• Save II, "Strategies for the rational exploitation of the energy": EU Project.

  3. Calendar of actions

    In compliance with Ministerial Decree November 11, 1999, owners of renewable energy plants interested in obtaining GC shall comply with the calendar of action described below:

    • As of January 1, 2001, the owners of renewable plants may file an application with the Administrator for the issuance of GC for the estimated energy production for the year 2002. However, to date it is not clear if the lack of implementation of the Energy Stock Exchange will cause any delays for the purpose of obtaining the certificates;

    • As of January 1, 2001, GC will be freely tradable between private parties. Instead, the trading of GC on the Energy Stock Market has been postponed until this market is implemented. The Italian Energy Authority has recently declared that the foreseeable date for its implementation is spring 2001, that is to say about six months later than expected according to the national legislation on the subject matter;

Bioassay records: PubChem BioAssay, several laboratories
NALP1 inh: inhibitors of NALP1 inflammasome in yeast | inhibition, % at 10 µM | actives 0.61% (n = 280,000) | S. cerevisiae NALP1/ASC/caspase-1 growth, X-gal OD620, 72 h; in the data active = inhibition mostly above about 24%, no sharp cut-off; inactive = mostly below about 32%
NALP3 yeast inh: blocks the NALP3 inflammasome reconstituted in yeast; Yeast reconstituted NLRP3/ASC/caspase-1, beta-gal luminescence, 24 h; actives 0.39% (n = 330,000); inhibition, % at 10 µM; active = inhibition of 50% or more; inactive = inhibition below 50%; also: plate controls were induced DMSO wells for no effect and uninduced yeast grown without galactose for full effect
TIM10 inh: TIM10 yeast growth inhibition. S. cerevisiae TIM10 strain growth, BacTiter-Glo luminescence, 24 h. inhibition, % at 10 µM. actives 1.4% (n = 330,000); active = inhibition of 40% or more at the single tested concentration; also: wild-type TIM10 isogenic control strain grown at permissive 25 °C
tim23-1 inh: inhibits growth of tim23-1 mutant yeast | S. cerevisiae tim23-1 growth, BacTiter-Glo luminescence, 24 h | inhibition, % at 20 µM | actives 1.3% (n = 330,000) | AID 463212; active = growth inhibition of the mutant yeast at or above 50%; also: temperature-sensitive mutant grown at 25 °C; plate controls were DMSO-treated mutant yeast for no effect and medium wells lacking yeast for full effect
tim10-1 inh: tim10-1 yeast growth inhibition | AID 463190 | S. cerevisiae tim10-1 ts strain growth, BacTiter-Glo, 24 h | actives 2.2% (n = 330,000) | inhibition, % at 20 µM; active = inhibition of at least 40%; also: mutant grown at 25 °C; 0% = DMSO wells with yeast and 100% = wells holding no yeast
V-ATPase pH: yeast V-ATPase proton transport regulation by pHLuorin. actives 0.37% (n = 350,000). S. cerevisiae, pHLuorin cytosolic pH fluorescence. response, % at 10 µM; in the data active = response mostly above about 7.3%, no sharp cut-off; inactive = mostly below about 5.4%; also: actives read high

• As of January 1, 2001, the Administrator will indicate the value of GC as determined on the Energy Stock Exchange (see the paragraph above);

    • As of January 1, 2002, the owners of renewable plants may ask for the issuance of the GC in relation to the energy expected to be produced for the year 2003;

    • As of January 1, 2003 until March 31, 2003, the owners/producers will have to file:

      1. The declaration, concerning the energy production for the year 2002 with the FTO;